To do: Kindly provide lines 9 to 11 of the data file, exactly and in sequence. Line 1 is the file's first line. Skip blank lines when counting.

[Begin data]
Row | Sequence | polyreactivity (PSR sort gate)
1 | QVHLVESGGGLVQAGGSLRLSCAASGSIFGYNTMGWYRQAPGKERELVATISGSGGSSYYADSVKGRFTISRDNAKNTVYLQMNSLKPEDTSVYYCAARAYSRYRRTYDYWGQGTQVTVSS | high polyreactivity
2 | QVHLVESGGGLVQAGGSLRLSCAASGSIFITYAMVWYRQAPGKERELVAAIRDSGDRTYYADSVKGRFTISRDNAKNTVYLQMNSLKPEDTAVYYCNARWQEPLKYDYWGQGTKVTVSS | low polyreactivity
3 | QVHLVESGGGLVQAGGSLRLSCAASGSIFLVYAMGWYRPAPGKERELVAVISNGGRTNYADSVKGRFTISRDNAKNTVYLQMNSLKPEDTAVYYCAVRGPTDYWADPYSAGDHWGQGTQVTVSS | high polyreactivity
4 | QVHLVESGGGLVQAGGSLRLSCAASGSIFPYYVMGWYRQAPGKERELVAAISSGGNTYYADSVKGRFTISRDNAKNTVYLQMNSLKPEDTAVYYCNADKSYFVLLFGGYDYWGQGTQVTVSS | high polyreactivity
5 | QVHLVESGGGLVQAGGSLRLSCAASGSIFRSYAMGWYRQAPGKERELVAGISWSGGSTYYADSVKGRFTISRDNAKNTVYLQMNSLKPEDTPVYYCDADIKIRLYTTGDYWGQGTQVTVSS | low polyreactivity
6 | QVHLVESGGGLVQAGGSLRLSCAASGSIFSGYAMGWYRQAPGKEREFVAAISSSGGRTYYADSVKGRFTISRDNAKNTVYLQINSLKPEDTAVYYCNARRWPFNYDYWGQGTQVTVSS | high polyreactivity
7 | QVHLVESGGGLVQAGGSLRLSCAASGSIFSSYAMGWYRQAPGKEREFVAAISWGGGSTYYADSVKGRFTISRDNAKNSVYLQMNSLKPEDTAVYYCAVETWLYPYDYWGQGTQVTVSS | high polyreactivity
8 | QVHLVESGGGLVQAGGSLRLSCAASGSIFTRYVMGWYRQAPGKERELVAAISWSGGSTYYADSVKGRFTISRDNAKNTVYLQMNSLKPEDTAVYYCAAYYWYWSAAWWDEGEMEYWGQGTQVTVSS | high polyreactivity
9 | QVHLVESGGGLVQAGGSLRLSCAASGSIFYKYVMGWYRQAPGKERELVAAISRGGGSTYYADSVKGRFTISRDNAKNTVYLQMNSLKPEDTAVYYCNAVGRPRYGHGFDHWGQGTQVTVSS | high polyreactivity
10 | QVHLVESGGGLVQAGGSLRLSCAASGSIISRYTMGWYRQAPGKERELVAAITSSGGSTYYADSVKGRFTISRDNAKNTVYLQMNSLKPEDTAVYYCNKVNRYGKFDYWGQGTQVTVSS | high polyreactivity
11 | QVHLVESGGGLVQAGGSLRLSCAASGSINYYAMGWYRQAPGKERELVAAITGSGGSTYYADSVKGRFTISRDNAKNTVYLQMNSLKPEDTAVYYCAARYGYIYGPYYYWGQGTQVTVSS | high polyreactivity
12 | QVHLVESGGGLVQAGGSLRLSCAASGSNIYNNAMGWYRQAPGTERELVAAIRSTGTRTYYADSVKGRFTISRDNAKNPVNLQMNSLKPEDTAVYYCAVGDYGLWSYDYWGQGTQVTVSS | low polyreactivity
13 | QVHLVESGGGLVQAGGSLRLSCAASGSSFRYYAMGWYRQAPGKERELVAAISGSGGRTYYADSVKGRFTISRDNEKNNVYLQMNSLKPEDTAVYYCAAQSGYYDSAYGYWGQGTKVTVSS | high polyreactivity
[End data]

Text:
8 | QVHLVESGGGLVQAGGSLRLSCAASGSIFTRYVMGWYRQAPGKERELVAAISWSGGSTYYADSVKGRFTISRDNAKNTVYLQMNSLKPEDTAVYYCAAYYWYWSAAWWDEGEMEYWGQGTQVTVSS | high polyreactivity
9 | QVHLVESGGGLVQAGGSLRLSCAASGSIFYKYVMGWYRQAPGKERELVAAISRGGGSTYYADSVKGRFTISRDNAKNTVYLQMNSLKPEDTAVYYCNAVGRPRYGHGFDHWGQGTQVTVSS | high polyreactivity
10 | QVHLVESGGGLVQAGGSLRLSCAASGSIISRYTMGWYRQAPGKERELVAAITSSGGSTYYADSVKGRFTISRDNAKNTVYLQMNSLKPEDTAVYYCNKVNRYGKFDYWGQGTQVTVSS | high polyreactivity